Metal Detecting and Archaeology Edited by Suzie Thomas, Peter Stone. Book Review
Edited by Suzie Thomas and Peter G. Stone
ISBN: Paperback, 9781783272204, June 2017
Boydell Press, Woodbridge, UK,
Actual book information –
The invention of metal detecting technology during the Second World War allowed the development of a hobby that has traditionally been vilified by archaeologists as an uncontrollable threat to the proper study of the past. This book charts the relationship between archaeologists and metal detectors over the past fifty odd years within an international context. It questions whether the great majority of metal detectors need be seen as a threat or, as some argue, enthusiastic members of the public with a valid and legitimate interest in our shared heritage, charting the expansion of metal detecting as a phenomenon and examining its role within traditional archaeology. A particular strength of the book is its detailed case studies, from South Africa, the USA, Poland and Germany, where metal detectors have worked with, and contributed significantly towards, archaeological understanding and research.
With contributions from key individuals in both the metal detecting and archaeological communities, this publication highlights the need for increased understanding and cooperation and asks a number of questions crucial to the development of a long term relationship between archaeologists and metal detectors.
PETER G. STONE is Head of the School of Arts and Cultures and formerly Director of the International Centre for Cultural and Heritage Studies at the University of Newcastle. He has been interested in the public’s role and interest in archaeology for over twenty-five years and has published widely on this topic, especially with respect to formal and informal education.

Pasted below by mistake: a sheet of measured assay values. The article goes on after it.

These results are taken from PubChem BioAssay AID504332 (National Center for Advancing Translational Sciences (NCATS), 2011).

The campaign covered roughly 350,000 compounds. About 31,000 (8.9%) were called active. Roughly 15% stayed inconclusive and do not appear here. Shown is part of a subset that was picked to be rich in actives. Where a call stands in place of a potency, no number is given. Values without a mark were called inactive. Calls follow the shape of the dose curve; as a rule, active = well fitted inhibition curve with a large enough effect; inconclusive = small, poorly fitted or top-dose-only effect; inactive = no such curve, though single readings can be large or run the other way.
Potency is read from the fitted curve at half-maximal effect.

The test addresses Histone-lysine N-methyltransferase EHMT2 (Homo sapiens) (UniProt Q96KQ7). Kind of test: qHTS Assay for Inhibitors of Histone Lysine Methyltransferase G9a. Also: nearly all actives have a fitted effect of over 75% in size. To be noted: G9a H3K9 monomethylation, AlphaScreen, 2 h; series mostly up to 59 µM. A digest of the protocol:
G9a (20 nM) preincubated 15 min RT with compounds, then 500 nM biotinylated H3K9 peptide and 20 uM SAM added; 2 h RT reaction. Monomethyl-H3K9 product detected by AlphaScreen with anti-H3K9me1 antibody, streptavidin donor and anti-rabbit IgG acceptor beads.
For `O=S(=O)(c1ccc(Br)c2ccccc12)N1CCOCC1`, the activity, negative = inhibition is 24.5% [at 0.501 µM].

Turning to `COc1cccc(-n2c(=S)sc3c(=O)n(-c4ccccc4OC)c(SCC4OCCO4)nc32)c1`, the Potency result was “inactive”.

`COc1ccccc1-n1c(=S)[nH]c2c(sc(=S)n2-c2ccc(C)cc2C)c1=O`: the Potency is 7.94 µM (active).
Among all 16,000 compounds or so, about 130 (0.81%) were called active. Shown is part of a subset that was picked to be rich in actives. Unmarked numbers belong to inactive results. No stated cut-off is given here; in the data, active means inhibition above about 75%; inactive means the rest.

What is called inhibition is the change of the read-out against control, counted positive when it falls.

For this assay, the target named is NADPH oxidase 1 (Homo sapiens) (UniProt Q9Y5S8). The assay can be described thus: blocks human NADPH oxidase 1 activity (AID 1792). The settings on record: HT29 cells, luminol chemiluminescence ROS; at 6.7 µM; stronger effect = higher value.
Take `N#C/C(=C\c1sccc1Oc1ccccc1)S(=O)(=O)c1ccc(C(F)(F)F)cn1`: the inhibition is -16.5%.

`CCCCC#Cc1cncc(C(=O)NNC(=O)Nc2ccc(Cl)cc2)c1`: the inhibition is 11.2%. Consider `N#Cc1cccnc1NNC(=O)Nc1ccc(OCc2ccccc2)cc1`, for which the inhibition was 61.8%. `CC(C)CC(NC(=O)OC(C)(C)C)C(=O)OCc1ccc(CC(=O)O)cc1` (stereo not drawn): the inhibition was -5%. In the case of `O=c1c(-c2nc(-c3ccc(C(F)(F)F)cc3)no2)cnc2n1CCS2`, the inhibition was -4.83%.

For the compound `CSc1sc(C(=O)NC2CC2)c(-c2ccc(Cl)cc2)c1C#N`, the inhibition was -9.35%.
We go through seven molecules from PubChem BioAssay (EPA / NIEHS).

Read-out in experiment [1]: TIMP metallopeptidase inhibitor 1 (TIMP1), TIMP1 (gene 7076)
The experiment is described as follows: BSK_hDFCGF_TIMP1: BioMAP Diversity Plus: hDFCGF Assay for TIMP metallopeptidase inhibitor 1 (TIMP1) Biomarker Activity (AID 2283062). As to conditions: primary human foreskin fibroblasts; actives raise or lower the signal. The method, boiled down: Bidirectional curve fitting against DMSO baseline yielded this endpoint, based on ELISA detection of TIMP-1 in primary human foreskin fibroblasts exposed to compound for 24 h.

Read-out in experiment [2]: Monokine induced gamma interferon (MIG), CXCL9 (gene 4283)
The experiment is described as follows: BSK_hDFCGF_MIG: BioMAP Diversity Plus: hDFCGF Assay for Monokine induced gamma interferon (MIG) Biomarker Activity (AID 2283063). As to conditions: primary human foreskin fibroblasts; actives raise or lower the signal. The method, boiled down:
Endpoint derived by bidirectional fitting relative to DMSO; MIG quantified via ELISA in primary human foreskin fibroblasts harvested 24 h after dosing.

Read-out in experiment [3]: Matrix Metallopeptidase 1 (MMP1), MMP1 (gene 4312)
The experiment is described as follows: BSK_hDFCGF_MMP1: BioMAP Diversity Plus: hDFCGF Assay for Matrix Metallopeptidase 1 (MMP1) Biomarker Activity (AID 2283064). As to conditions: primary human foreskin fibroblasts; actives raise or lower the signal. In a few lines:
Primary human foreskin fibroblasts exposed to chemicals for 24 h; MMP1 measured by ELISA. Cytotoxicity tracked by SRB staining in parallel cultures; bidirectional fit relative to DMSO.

SUZIE THOMAS is lecturer in museum studies at the University of Helsinki.
Metal Detecting and Archaeology – An Archaeology and Metal Detecting magazine review.
Metal Detecting and Archaeology, edited by Suzie Thomas and Peter G. Stone, is a compilation of chapters by 19 authors associated with the “Buried Treasure: Building Bridges” conference held at Newcastle upon Tyne in northeast England. The conference was seen as a forum for exploring mutual interests, issues of contention, and the potential for productive collaboration among cultural resource professionals and metal detectorists.
The book explores the subjects throughout England, Northern Ireland, Scotland and Wales as well as visiting other locations in Europe, USA and Africa. As well as discussing important matters such as Treasure troves and the Portable Atiquities Scheme and crosses the eras of the medieval time through to World War 2 battlefields.
I must admit that I was wary of the book until I read it, thinking that the content may lean one way rather than being straight down the middle. But the book shows total unbias, giving credence to how all areas CAN work together to benefit each other as a whole.
The involvement of authors that many people in each field will be recognised by, itself offers a narrative which is easy to grasp, understandable and above all interesting.
Many metal detecting finds of consequence are mentioned and fantastic images appear throughout, including for those interested in older machines, a number of 1970s era metal detectors.
Kudos to all the authors who were involved in the “Buried Treasure: Building Bridges” Conference and especially the editors Suzie Thomas and Peter G. Stone for constructing an academic level work, suitable for all interested readers.
Indeed I am honoured to be aked to review this book by Boydell and Brewer publishers, it is above everything I expected.
The concept of the book and conference, is one of the objectives that the Archaeology and Metal Detecting Magazine exists. I can only strive to achieve the level of success that this book should achieve with this magazine. Building bridges between the Archaeological, Historical and Metal Detecting communities.
By Dave Sadler – Editor